Skip to main content
ARS Home » Northeast Area » Boston, Massachusetts » Jean Mayer Human Nutrition Research Center On Aging » Research » Publications at this Location » Publication #343600

Research Project: Energy Regulation and Obesity

Location: Jean Mayer Human Nutrition Research Center On Aging

Title: Substituting whole grains for refined grains in a 6-week randomized trial favorably affects energy balance parameters in healthy men and post-menopausal women

Author
item Karl, James - Jean Mayer Human Nutrition Research Center On Aging At Tufts University
item Meydani, Mohsen - Jean Mayer Human Nutrition Research Center On Aging At Tufts University
item Barnett, Junaidah - Jean Mayer Human Nutrition Research Center On Aging At Tufts University
item Vanegas, Sally - Jean Mayer Human Nutrition Research Center On Aging At Tufts University
item Goldin, Barry - Tufts University
item Rasmussen, Helen - Jean Mayer Human Nutrition Research Center On Aging At Tufts University
item Saltzman, Edward - Jean Mayer Human Nutrition Research Center On Aging At Tufts University
item Chen, Chung-yen - Jean Mayer Human Nutrition Research Center On Aging At Tufts University
item Das, Sai Krupa - Jean Mayer Human Nutrition Research Center On Aging At Tufts University
item Jonnalagadda, Satya - The Bell Institute
item Meydani, Simin - Jean Mayer Human Nutrition Research Center On Aging At Tufts University
item Roberts, Susan - Jean Mayer Human Nutrition Research Center On Aging At Tufts University

Submitted to: American Journal of Clinical Nutrition
Publication Type: Peer Reviewed Journal
Publication Acceptance Date: 12/27/2016
Publication Date: 2/8/2017
Citation: Karl, J.P., Meydani, M., Barnett, J.B., Vanegas, S.M., Goldin, B., Rasmussen, H., Saltzman, E., Chen, C., Das, S., Jonnalagadda, S.S., Meydani, S.N., Roberts, S.B. 2017. Substituting whole grains for refined grains in a 6-week randomized trial favorably affects energy balance parameters in healthy men and post-menopausal women. American Journal of Clinical Nutrition. 105:589-599. doi: 10.3945/ajcn.116.139683.

Interpretive Summary: Higher intakes of whole grains have been associated with lower body weight and body fatness and improved blood sugar control in some studies. However, those studies have had limitations that prevent definitively demonstrating links between whole grain intake and improved health outcomes. This study aimed to determine whether substituting whole grains for refined grains in the diet favorably affects metabolism and blood sugar control in men and post-menopausal women. The primary findings were that substituting whole grains for refined grains was associated with a small increase in metabolism at rest and an increase in the amount of energy not lost in stool (i.e. not absorbed by the body.) Using a strong study design, these findings suggest that whole grains may favorably impact body weight and adiposity.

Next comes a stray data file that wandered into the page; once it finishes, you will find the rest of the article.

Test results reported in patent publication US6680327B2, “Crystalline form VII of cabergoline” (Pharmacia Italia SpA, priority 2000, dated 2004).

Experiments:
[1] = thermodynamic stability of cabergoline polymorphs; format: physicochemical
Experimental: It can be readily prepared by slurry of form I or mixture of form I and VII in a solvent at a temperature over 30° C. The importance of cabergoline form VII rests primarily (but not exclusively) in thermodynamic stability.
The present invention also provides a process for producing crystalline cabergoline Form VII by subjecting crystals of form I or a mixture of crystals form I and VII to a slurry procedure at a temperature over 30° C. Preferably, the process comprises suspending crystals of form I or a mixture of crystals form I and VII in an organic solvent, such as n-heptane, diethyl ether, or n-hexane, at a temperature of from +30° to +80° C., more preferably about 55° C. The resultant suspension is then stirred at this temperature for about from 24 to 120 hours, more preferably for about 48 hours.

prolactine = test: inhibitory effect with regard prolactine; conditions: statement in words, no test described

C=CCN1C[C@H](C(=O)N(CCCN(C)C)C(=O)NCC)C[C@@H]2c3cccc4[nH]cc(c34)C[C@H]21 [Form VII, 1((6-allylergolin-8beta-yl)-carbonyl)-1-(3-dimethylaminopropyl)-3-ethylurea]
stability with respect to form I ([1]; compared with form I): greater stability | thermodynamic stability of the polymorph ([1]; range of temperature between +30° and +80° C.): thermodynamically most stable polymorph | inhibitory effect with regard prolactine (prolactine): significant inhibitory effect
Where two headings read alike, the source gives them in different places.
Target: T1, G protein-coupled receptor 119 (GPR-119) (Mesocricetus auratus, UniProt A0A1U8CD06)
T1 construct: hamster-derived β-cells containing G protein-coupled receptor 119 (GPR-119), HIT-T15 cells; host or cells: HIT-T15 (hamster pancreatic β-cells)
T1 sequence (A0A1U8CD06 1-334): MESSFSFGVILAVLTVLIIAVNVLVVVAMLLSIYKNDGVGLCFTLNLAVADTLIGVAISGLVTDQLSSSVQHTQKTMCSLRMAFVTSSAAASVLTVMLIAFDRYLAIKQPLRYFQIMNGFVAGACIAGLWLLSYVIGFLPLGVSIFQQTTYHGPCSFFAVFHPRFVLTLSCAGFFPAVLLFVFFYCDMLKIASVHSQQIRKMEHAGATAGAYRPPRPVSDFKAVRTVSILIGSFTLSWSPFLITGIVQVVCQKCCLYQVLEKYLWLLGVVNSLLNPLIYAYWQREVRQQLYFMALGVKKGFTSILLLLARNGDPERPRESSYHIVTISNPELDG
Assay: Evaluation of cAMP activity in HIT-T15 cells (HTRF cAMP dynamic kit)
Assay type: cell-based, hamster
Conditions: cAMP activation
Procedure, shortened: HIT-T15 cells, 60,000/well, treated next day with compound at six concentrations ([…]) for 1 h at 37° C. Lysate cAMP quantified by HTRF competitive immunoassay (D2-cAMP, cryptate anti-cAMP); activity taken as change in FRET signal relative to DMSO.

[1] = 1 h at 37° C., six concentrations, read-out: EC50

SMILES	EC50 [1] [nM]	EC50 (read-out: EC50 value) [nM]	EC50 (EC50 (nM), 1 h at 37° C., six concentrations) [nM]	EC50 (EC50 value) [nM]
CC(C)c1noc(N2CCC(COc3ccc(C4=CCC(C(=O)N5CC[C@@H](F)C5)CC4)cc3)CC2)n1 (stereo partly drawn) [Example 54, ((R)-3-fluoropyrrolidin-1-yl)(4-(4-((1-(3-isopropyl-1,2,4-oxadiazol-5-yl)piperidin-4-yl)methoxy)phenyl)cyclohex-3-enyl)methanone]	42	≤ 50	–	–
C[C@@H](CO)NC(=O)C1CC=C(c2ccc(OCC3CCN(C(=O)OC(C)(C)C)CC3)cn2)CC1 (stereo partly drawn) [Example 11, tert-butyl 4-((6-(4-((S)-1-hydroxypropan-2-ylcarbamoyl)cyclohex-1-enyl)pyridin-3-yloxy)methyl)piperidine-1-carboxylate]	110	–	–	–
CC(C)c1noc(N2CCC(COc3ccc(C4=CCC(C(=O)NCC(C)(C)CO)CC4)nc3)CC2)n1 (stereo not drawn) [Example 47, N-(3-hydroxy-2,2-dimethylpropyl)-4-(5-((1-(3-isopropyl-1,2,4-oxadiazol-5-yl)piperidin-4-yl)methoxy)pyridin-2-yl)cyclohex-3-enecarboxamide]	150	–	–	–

Technical Abstract: Background: The effect of whole grains on the regulation of energy balance remains controversial. Objective: To determine the effects of substituting whole grains for refined grains, independent of body weight change, on energy metabolism parameters and glycemic control. Design: A randomized, controlled, parallel-arm, controlled-feeding trial was conducted with 81 men and post-menopausal women (49M/32F, 40-65 yr, BMI <35.0 kg/m2.) Following a 2-wk run-in, participants were randomly assigned to consume one of two weight-maintenance diets for 6 wk. Diets differed in whole grain and fiber contents (WG: 207+/-39 g whole grains/d, 40+/-5 g dietary fiber/d versus RG: 0 g whole grains/d, 21+/-3 g dietary fiber/d), but otherwise were similar. Energy metabolism and body composition parameters, appetite, and markers of glycemic control were measured at 2 and 8 wk. Results: By design, body weight was maintained in both groups. Plasma alkylresorcinols, biomarkers of whole grain intake, increased in WG but not RG (diet-by-time interaction, P<0.001). Changes in RMR ([deltaWG vs. deltaRG, beta+/-SE] 43+/-25 kcal/d, P=0.04), fecal weight (76+/-12 g/d, P<0.001), and fecal energy content (57+/-17 kcal/d, P=0.003), but not fecal energy density, were higher in WG. When combined, the favorable energetic effects of WG translated into a 92 kcal/d [95% CI: 28, 156 kcal/d] higher net daily energy loss compared to RG (P=0.005). Perceived hunger (P=0.12), prospective consumption (P=0.07) and glycemia following an oral glucose tolerance test (P=0.10) trended towards being lower in WG compared to RG. Excluding non-adherent participants attenuated between-group differences in RMR and appetite, but increased between-group differences in stool energy content and glucose tolerance. Conclusions: These findings suggest positive effects of whole grains on RMR and fecal energy excretion that favorably influence energy balance, and may help explain epidemiological associations between whole grain consumption and reduced body weight and adiposity.